This file is a tutorial on how to use the BnP package for AUTOMATIC protein phasing given MAD, SIRAS, SAS (SAD), or SIR data. A procedure sufficient for phasing any structure is described, and it is illustrated by working through test data for a three-wavelength selenomethionine MAD data set. It assumes that BnP has been correctly installed and is in the user's path.
This tutorial is divided into three parts. The first part describes launching the program and supplying the required data and parameters. The second part describes how to follow progress of the structure determination and examine the results. The third part describes how to export the final phases, coordinates, maps, skeletonized electron density, and control files to external programs/packages such as O, CNS, CCP4, RESOLVE and Arp/Warp for subsequent processing. If they are properly installed on your system, RESOLVE and/or Arp/Warp can also be launched directly from within BnP for automatic chain tracing/model building. Use of RESOLVE, Arp/Warp and MTZ file options requires that CCP4 version 5.0, Arp/Warp 6.1.1, and RESOLVE 2.08 or later are installed on your system and are in your path. Automatic solution of the heavy atom/anomalous scatterer substructure, phasing the protein, and producing an electron density map suitable for chain tracing however, does not require any of these external programs.
Important processing considerations!!!
It has been found that in some situations, particularly those involving modern Linux releases, that BnP can run EXTREMELY slowly (exceeding 20 times slower!) if the data files and directory from which BnP is launched are not resident on the computer whose cpu is used to run the job. The BnP programs themselves can reside on any accessible machine with little consequence, but the data files and working directories should be local to the cpu used for good performance to be obtained. If the users working directory is not local to the cpu, i.e. it sits on a server disk somewhere but is accessible through cross-mounting via NFS, one way to make it local is to make use of the /tmp directory present on most unix/linux systems. This directory is usually accessible to all users. In that case the user can log in to the machine with the desired cpu and cd to /tmp. Then create a new subdirectory there and copy the reflection and sequence files to it. Launching BnP from that subdirectory will insure that all data and working files are local, and the best performance should be obtained. Upon BnP completion however, the entire contents of that directory should be copied back to the users "normal" working directory (preserving the subdirectory structure) as the /tmp area may be emptied periodically by the system manager (or system itself, through scheduled cleanup processes).
In general, to carry out the automatic structure determination process you need to follow the instructions below, and it is advised that each new user reads through this document at least once. HOWEVER, TO SIMPLY AND QUICKLY RUN THROUGH THE TEST DATA one needs only carry out the explicit instructions given in the boxed TEST DATA sections that follow, in the order that they appear. The test structure to be solved is Methylmalonyl-CoA Epimerase, with the PDB code 1JC4. In this example, there are four molecules in the asymmetric unit and, based on the sequence, there are 28 selenium sites expected. To run the test case, you will need four files - three containing the reflection data corresponding to the leading edge (inflection point), peak, and remote (high energy) wavelengths, respectively, and the fourth containing the amino acid sequence. These files can be obtained as described below.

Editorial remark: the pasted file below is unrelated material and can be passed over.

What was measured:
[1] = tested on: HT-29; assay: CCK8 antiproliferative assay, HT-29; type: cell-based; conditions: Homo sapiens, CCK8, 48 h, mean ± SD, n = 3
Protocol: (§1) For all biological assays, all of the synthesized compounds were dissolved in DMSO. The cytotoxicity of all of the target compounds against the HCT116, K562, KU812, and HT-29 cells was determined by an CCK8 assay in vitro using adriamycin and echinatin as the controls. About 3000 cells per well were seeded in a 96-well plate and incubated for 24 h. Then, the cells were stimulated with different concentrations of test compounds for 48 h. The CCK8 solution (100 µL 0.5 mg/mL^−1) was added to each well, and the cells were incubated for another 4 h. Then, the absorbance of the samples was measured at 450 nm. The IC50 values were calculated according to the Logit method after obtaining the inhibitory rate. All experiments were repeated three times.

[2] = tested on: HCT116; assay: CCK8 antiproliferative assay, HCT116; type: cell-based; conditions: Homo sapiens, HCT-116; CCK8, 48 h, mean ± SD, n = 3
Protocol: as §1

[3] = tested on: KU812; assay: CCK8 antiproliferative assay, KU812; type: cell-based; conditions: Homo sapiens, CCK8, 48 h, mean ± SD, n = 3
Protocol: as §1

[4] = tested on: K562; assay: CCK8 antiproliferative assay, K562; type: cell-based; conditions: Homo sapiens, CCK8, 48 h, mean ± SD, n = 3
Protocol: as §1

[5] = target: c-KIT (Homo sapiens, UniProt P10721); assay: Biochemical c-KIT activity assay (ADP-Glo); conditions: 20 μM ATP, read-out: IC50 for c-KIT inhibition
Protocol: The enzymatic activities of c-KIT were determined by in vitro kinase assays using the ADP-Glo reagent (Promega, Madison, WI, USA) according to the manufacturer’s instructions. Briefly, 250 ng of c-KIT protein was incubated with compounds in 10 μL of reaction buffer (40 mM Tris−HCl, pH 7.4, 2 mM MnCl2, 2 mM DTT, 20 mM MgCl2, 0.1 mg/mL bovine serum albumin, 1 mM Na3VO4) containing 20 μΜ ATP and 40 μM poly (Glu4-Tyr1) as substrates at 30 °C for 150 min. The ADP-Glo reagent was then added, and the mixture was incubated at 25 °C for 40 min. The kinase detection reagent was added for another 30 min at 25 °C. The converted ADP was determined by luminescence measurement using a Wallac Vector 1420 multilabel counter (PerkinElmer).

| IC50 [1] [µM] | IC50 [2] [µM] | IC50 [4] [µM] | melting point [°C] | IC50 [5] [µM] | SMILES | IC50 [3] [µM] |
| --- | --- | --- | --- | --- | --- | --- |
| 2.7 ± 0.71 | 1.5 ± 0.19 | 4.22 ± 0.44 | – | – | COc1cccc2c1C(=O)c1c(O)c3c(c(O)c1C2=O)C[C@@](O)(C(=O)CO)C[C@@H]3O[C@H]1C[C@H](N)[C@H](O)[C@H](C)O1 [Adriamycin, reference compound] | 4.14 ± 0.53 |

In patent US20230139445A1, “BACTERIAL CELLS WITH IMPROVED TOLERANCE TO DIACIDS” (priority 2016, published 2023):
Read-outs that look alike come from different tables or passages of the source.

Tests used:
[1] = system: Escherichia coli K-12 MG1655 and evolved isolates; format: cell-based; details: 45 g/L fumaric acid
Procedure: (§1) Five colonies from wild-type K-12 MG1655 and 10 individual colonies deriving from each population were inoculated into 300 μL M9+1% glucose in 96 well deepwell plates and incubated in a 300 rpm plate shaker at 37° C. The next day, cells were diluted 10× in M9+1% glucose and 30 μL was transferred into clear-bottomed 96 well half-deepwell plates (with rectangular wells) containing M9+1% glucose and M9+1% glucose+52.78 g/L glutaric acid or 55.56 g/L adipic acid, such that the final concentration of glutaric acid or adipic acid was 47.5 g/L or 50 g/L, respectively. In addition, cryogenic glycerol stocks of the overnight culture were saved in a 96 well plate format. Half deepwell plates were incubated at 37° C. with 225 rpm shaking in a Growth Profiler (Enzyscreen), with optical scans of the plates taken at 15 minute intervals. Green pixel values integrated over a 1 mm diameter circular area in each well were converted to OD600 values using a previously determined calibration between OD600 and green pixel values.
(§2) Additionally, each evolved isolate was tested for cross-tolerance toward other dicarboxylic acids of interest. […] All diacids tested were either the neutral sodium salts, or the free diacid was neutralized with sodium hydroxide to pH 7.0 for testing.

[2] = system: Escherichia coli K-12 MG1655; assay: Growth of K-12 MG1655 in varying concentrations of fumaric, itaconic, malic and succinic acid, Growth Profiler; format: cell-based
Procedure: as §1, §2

1) Create a directory (generally with a SHORT name) and place in it only the available reflection data files along with the sequence file. The data files can be in SCALEPACK, D*trek, or MTZ format, and should contain only UNIQUE reflections. If anomalous scattering data are to be used, then the files must, of course, contain Bijvoet pair information. The "extensions" (i.e. last few characters of the file names) are important since they indicate the "type" of file. Make sure the reflection files end in ".sca", ".dtk", and ".mtz" for SCALEPACK, D*trek, and CCP4 MTZ files, respectively. The sequence file is a simple text file and should end in ".seq". See the 1jc4.seq file as an example. ONLY ONE UNIQUE COPY OF THE SEQUENCE should be provided, even if multiple copies of that sequence are present in the asymmetric unit. Separate chains of differing sequence by an intervening line containing only ">>>" (without the quotes).
TEST DATA: If you are already running BnP just select "Copy test data" from the "Tutorials" menu at the top of the screen. Then click on the "General Information" tab at the top of the screen and continue starting with the boxed area in step 3 below. Otherwise, create a new directory called 1jc4, go to it, and copy to it the edge.sca, peak.sca, remote.sca and 1jc4.seq files supplied with the BnP distribution (they can be found in the subdirectory "examples/1jc4" under the BnP home directory). Then continue starting with the boxed area in step 2 below.
2) From the directory containing the data files, type BnP (case sensitive) to launch the program. When the first screen ("About BnP") appears, click on either the "General Information" tab at the top or the "Continue" button at the bottom to bring up the "General Information" screen.
TEST DATA: Type BnP from the directory containing the data. Once launched, click on the "General Information" tab at the top of the screen.
3) Click on the "Import" button and follow the on-screen instructions. You will see a listing of all files in the directory where you launched the program, and you should "select" (i.e. click to highlight) any data and sequence files to be used in the structure solution. For a three-wavelength MAD data set, one would normally select the three data files plus a sequence file. To select more than one file, hold down the "CTRL" key while clicking on the file name. Once all of the desired files are highlighted, click on the "Import" button at the bottom of the window. A new window should then open.